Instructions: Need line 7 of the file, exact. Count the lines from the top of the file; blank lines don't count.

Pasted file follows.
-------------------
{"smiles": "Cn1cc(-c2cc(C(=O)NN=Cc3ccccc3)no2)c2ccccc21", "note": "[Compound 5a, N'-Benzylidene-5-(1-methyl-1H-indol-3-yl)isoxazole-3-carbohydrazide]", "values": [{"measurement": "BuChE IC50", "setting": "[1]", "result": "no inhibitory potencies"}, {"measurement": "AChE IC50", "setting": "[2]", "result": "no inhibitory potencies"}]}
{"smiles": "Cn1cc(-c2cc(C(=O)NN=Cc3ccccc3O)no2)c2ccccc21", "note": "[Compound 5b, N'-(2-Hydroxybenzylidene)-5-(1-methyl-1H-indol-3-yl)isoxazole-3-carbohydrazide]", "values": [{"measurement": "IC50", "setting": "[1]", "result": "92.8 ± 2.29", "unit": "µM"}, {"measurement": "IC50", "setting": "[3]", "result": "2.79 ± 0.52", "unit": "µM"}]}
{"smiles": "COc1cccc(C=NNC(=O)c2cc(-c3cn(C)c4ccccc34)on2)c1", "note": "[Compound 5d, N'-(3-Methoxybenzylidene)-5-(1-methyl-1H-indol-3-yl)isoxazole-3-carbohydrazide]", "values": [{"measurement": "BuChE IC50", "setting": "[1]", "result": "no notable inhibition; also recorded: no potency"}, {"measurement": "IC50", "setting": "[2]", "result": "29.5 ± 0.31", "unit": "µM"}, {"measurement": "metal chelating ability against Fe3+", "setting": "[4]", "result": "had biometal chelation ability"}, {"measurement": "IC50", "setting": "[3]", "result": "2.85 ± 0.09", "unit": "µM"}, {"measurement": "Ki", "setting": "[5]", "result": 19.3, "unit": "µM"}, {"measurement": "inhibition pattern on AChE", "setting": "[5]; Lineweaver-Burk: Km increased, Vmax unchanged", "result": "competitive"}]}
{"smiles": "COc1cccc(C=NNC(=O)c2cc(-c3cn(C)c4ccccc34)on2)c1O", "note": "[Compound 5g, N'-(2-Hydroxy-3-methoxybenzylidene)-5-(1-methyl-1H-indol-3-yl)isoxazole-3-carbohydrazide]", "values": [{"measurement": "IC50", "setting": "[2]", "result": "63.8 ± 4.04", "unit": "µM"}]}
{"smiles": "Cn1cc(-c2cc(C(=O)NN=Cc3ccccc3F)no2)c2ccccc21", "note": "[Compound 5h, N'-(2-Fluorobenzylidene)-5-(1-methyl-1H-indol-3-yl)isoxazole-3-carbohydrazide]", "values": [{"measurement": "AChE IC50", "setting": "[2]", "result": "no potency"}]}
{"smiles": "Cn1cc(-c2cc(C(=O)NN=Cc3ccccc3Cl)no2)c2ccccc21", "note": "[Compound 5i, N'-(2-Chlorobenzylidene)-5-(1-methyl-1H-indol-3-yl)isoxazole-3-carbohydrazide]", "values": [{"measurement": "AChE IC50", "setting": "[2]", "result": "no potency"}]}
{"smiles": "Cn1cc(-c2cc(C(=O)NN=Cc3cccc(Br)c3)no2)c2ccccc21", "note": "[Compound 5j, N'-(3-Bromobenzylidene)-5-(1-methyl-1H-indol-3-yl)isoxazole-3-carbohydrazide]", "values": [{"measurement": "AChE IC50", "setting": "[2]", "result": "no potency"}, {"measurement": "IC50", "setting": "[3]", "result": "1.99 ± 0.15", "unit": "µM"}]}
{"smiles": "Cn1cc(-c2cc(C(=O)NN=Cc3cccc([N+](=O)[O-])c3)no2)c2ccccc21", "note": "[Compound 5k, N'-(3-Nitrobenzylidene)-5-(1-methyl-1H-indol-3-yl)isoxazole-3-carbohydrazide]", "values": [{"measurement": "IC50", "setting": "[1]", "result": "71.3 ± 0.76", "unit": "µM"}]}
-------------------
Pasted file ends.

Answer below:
{"smiles": "Cn1cc(-c2cc(C(=O)NN=Cc3cccc(Br)c3)no2)c2ccccc21", "note": "[Compound 5j, N'-(3-Bromobenzylidene)-5-(1-methyl-1H-indol-3-yl)isoxazole-3-carbohydrazide]", "values": [{"measurement": "AChE IC50", "setting": "[2]", "result": "no potency"}, {"measurement": "IC50", "setting": "[3]", "result": "1.99 ± 0.15", "unit": "µM"}]}